As this grandmother’s comment suggests, now is a very opportune time to launch a serious, major effort to forge partnerships among families, communities, and the full range of early childhood educators. These partnerships should focus more attention and resources on science, mathematics, and technology education for children under five years of age. Parents know that their children need knowledge and skills in these areas to succeed in the 21st century. This paper will
This strategy contains several key points. First, the goals and practices of developmentally appropriate early childhood education arguably overlap with the goals and processes of early science and math education. This will greatly facilitate partnerships.
Second, merely giving parents materials on how to teach children about science does not educate parents or involve the community. A materials-only approach is particularly ineffective with those families most in need of help (perhaps because they are less educated, geographically isolated, or poor), and it does not work that well with other parents, either. Personal interaction with families, special training for them, and other supports are also needed.
Third, the assumption that parents want to help their children and can do so must undergird any effort. Parents must be involved in order to create a viable strategy.
Fourth, it is important to take advantage of and build on existing systems for delivering both early childhood and science, mathematics, and technology (SMT) education, rather than create new or single-institution, isolated delivery systems. All communities already have agencies and institutions, sometimes linked to each other, that can or do promote SMT education. In the interest of developing a community-based strategy, these organizations could be encouraged to collaborate more with one another, with parents, and with other local providers of care and education for young children.
Fifth, a community strategy that involves parents and multiple agencies (schools, libraries, museums, science and nature centers, childcare centers, family resource centers, health clinics, etc.) is more likely to reach most young children in an effective, affordable, and sustainable way. Such a strategy is ambitious, requiring new collaborations and some additional resources at the community level. It also requires formative evaluation to develop and implement. Provisions should be made to assess the efficacy, cost-effectiveness, and sustainability of a few community-based efforts such as those recommended in this paper before these efforts are expanded.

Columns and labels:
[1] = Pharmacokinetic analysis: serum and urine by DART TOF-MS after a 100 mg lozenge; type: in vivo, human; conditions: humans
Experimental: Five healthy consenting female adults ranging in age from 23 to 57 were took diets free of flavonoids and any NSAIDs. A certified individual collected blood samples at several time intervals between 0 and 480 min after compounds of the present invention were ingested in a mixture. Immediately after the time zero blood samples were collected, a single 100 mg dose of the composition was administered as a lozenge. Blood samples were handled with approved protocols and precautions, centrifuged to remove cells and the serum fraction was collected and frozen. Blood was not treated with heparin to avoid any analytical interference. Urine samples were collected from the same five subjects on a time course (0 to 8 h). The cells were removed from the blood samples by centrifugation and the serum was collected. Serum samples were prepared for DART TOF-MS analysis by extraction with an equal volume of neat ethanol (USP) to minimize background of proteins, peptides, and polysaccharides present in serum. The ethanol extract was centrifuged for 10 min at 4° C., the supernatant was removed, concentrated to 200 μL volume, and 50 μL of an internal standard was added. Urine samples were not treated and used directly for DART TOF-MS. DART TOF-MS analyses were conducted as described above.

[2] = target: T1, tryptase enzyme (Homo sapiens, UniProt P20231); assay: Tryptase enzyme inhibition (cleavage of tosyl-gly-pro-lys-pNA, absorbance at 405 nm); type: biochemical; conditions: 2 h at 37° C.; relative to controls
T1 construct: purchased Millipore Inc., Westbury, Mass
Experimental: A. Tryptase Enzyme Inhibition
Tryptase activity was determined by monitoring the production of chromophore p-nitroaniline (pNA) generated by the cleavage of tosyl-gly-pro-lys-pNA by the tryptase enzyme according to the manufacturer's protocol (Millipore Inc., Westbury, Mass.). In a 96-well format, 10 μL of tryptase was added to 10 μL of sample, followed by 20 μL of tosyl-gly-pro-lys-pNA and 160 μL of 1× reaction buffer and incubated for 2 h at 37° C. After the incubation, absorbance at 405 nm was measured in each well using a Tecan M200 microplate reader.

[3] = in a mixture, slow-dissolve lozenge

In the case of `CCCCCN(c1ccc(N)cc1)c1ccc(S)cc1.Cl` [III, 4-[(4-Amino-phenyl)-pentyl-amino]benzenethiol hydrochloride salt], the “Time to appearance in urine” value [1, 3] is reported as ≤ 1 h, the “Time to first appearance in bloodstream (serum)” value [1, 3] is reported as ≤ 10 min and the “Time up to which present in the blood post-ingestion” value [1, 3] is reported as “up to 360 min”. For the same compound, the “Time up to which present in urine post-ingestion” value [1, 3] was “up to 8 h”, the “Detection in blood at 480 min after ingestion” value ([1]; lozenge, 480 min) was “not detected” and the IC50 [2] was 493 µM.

Sixth, attention must be paid to creating the national (and perhaps state) infrastructure necessary to support community-based efforts. This strategy includes building relationships among the various professional communities that have something to offer early childhood education: early childhood educators; educators in science, mathematics, and technology; family support professionals; and other professional groups whose community institutions bear on early childhood education (libraries, museums, science centers, the media, etc.). Also essential are a clearinghouse for innovative materials and approaches and for information about effective models and practices; grants to stimulate community-based work and collaboration; and provision for the ongoing evaluation of any strategy that is implemented.
Increasingly, policymakers and the general public are coming to understand the critical importance of children’s early development to their later learning. The president, Congress, governors, and state legislators are now willing to invest in new and enriched early childcare and education. The time is right to create new partnerships among parents, early childhood educators, SMT educators, and related community groups and institutions that aim to support early childhood development. The needs and interests of these various groups are converging due to a number of factors, including the following:
The likely result is more federal, state, and local support for early childhood services and a growing system of services to foster young children’s interest and skills in science, mathematics, and technology.
Establishing new federal and state early childhood programs and expanding the existing programs—for example, Georgia’s new universal Pre-K program and North Carolina’s Smart Start—also increase the number of stable systems that deliver early childhood education and the number of organized and ready partners for SMT education. Partnerships between those who care for young children and SMT educators are also becoming more feasible because the two groups share many goals and views about what constitutes developmentally appropriate practices. To wit, each is committed to creating learning environments that foster young children who are curious, eager, questioning, and intent on finding out about the world through observations and experiments. Partnerships between early childhood educators and SMT educators seem most likely to develop because the emphasis on SMT is integral to the definition of high-quality early childhood education. Working together, early childhood educators and SMT educators could substantially enrich the learning environment (including the community) for young children.